An electric vehicle (EV) battery uses up just 30kg of raw materials with recycling compared to the 17,000 litres of petrol burned by the average car.
The gap is set to increase further as technological advancements drive down the amount of lithium required to make an EV battery by half over the next decade. The amount of cobalt required will drop by more than three-quarters and nickel by around a fifth.
Over its lifetime, an average fossil-fuel car burns the equivalent of a stack of oil barrels, 25 storeys high. If you take into account the recycling of battery materials, only around 30kg of metals would be lost – roughly the size of a football.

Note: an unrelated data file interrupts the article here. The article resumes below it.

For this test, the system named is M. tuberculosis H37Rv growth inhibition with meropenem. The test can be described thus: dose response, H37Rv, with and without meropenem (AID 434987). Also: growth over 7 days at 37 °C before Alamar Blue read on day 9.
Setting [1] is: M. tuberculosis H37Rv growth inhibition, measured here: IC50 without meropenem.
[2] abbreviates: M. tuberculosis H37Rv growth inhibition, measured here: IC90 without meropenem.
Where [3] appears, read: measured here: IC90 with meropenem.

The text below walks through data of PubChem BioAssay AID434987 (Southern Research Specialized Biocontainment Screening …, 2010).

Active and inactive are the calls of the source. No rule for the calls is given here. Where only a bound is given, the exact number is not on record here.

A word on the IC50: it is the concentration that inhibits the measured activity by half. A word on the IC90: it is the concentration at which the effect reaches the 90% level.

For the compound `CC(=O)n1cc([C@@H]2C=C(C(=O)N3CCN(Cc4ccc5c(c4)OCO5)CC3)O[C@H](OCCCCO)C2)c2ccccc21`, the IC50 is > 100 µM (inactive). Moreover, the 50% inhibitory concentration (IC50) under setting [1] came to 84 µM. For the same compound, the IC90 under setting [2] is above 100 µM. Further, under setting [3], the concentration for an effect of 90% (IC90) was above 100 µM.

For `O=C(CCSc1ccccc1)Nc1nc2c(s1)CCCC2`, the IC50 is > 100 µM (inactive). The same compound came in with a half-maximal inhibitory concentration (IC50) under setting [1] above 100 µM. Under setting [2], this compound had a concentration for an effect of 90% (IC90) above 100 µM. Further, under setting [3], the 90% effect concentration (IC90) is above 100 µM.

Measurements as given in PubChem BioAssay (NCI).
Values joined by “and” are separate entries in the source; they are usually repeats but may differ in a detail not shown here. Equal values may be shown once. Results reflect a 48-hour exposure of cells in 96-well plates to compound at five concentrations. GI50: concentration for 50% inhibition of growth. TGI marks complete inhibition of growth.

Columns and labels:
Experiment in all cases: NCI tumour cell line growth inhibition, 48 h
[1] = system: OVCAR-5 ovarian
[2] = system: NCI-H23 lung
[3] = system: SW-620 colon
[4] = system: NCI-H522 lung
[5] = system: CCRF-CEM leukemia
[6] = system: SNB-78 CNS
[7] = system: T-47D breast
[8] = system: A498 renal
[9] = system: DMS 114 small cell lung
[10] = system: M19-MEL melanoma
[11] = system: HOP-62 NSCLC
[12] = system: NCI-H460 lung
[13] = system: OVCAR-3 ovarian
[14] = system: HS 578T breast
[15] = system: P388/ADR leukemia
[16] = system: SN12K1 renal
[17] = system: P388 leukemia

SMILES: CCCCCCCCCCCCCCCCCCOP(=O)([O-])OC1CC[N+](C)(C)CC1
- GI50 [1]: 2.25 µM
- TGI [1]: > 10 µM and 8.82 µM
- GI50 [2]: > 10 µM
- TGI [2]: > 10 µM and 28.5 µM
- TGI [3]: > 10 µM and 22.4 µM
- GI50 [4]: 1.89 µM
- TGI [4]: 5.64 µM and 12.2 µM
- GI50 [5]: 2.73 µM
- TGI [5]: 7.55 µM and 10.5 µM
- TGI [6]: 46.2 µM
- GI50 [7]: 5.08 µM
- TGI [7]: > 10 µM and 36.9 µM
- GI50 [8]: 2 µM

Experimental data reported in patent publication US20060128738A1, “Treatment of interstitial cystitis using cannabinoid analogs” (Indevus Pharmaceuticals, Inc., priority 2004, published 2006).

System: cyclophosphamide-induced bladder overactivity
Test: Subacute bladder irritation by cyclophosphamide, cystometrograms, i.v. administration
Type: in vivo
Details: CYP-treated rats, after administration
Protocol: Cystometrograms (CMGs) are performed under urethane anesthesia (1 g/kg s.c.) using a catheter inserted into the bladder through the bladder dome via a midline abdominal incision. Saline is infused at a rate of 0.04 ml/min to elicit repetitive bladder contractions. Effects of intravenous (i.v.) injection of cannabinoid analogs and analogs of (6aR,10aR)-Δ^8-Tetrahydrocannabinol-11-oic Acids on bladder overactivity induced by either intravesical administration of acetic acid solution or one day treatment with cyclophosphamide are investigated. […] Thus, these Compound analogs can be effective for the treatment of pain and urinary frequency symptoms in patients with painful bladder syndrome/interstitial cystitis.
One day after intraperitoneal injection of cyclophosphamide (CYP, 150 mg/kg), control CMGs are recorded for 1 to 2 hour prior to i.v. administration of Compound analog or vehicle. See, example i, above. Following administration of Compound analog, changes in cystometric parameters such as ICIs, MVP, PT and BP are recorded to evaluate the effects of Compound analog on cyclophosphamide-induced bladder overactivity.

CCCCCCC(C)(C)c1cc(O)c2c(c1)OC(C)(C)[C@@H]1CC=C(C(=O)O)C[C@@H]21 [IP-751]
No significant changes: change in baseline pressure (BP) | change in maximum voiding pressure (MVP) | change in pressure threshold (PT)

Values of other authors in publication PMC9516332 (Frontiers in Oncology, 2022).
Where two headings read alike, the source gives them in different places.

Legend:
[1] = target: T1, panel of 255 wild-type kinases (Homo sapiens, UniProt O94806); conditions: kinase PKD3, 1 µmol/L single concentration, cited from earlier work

EVs are also far better for the climate, requiring 58% less energy than a petrol car over their lifetime, the study finds.
To state the obvious: The article linked above assumes EV’s batteries will be recycled.
Using public transport which takes personal vehicles off the road, is an even greater reduction in energy use and much better for the climate, as well as cleaner air in cities. In addition, so far, it appears no countries have been invaded for control of lithium, unlike oil, with the resultant death rate of civilians.